Tag Archives: engine failures

The First Passenger Death

“Uh-oh!” It was a simple statement uttered by a man who was about to die. Pilots tend to do that – which is a way of recognizing they will say something very prophetic just before crashing. Usually it is a … Continue reading

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Surviving an Airliner Crash

This week’s crash of Asiana 214 was a terrible event with great miracles – the survival of 305 people out of 307 onboard the airliner. When I initially wrote about the accident, I said I would follow up with some … Continue reading

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First Flights

When you first go flying with a new student, you should make certain everything is as perfect as possible. In other words, a new student’s first flight should occur very early in the morning when the temperatures are low and … Continue reading

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The Souls of Airplanes

I remember the first time I realized an airplane could seem as though it were a living being. I was out at the Zephyrhills airport near Tampa, where I met a young man who owned a Republic Seabee amphibious aircraft. … Continue reading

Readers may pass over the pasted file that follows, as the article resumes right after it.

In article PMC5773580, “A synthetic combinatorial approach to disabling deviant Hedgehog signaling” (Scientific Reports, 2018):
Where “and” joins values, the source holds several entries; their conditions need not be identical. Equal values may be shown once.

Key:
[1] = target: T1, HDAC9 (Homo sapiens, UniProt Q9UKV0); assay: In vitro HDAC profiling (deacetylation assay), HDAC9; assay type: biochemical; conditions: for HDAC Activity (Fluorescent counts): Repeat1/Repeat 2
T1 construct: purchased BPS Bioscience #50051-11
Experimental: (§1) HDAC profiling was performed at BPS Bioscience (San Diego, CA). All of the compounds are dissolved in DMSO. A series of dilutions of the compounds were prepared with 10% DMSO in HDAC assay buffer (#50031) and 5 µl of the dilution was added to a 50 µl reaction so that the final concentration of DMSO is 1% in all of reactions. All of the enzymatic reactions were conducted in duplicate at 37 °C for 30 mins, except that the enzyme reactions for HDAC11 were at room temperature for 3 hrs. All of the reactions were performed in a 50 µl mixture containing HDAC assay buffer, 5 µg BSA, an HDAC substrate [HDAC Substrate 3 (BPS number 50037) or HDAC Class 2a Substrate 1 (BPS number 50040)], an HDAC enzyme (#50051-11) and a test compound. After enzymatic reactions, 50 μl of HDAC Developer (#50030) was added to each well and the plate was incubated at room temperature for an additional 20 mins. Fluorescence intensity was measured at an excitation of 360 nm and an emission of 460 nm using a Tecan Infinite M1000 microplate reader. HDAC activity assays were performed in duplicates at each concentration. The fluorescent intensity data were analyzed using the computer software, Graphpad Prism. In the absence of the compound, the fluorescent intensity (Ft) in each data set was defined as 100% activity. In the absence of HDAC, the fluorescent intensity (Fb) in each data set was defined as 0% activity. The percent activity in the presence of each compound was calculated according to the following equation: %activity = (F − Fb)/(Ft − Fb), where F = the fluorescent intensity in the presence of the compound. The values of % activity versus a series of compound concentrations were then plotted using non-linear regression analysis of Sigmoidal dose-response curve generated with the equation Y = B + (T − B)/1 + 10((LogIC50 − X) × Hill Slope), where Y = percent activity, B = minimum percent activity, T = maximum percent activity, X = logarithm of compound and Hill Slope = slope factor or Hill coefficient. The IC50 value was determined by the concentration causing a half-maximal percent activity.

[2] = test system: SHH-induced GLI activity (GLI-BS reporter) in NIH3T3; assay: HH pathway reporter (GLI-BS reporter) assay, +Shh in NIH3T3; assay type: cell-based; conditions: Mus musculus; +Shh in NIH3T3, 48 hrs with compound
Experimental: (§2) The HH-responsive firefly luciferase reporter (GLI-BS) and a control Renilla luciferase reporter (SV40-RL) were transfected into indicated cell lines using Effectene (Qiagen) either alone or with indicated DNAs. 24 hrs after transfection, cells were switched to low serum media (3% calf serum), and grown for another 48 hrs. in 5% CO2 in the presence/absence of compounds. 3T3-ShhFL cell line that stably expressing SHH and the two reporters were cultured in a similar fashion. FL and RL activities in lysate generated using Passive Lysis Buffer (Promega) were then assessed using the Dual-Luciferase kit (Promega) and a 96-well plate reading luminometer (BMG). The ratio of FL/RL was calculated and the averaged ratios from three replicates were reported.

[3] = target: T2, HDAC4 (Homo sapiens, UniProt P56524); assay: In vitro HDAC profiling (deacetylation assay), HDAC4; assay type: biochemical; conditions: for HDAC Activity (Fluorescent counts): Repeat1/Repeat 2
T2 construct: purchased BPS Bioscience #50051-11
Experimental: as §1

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Engine Failures Are Louder at Night

I have written about engine failures in the past (Engine Failures, “Go ahead, punk, make my day!”, Running on Empty, and Dinner Conversations About Fear). The one thing I have not addressed is engine failure at night, which is, without question, the worst thing … Continue reading

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Sad Day for the Bomber Boys

Monday, June 13, 2011, will remain a sad day for the warbird community.  A vintage warrior made her final landing in a cornfield near Chicago.  After the landing, all seven aboard the airplane were able to make good their escapes, … Continue reading

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Flying Offshore

For whatever reason, as a pilot flies farther away from land over the water or other inhospitable terrain, the engine(s) run rough.  There is no factual or statistical evidence of this phenomenon, but there is plenty of emotional, anecdotal information. … Continue reading

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Why Should You Teach?

Why is it important for new pilots to teach younger pilots?  Many young pilots question why they should teach others how to fly.  For whatever reason, they fail to understand the concept that in teaching others, what you are really … Continue reading

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Pilot-Engineer Wars

There is a thought that engineers created performance charts just to drive pilots crazy. And, as if that were not enough, they had to include “notes,” “cautions,” and “warnings.” The pilots need to heed all those, too, just to keep … Continue reading

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The Aeronca Champ

The Aeronca Champ is one of the most classic of airplanes from the 1940s. As with most of the old airplanes from that era, the Champ was able to fly based on a very fine balance between large wing area … Continue reading

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